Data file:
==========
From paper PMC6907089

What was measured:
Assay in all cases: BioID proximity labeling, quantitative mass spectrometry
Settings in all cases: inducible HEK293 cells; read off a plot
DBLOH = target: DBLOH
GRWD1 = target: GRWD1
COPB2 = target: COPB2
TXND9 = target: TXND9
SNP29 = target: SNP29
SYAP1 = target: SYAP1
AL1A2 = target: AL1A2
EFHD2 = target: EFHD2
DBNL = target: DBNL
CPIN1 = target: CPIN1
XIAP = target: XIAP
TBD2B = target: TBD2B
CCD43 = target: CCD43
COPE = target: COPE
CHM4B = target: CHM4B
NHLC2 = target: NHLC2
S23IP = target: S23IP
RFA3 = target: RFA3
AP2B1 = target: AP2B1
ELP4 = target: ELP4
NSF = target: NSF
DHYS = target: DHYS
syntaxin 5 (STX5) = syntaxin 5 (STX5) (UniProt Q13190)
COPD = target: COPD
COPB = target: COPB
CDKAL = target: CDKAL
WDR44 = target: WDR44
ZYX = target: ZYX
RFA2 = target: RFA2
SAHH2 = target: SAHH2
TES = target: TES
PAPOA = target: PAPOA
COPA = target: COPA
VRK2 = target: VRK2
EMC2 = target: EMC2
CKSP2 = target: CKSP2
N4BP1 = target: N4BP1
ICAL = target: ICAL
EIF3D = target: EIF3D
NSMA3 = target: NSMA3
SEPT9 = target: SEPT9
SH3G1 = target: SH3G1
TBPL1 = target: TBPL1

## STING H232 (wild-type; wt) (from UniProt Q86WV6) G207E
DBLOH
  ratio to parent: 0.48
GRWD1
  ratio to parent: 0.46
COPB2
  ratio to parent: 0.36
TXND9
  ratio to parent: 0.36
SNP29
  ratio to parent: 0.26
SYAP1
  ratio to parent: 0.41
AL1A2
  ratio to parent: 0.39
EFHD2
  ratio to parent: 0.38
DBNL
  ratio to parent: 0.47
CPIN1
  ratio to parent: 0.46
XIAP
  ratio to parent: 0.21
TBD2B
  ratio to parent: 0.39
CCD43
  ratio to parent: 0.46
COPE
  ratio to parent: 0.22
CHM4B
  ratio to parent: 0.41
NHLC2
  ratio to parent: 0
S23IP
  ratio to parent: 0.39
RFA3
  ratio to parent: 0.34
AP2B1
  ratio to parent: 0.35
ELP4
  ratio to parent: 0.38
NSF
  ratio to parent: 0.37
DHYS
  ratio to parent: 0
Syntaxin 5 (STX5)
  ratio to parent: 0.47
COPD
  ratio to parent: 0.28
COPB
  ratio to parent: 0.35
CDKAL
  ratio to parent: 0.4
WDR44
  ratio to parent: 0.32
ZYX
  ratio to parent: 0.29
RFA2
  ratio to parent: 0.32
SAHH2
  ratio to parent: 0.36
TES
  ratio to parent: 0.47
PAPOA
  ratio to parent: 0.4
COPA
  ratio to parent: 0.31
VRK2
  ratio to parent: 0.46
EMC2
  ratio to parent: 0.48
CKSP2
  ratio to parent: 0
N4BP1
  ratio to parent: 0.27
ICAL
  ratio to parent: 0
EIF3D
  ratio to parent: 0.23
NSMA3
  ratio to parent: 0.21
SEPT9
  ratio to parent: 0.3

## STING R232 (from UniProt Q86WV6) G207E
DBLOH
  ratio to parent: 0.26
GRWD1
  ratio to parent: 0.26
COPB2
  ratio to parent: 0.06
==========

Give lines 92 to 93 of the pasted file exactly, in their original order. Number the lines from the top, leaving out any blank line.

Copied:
  ratio to parent: 0
Syntaxin 5 (STX5)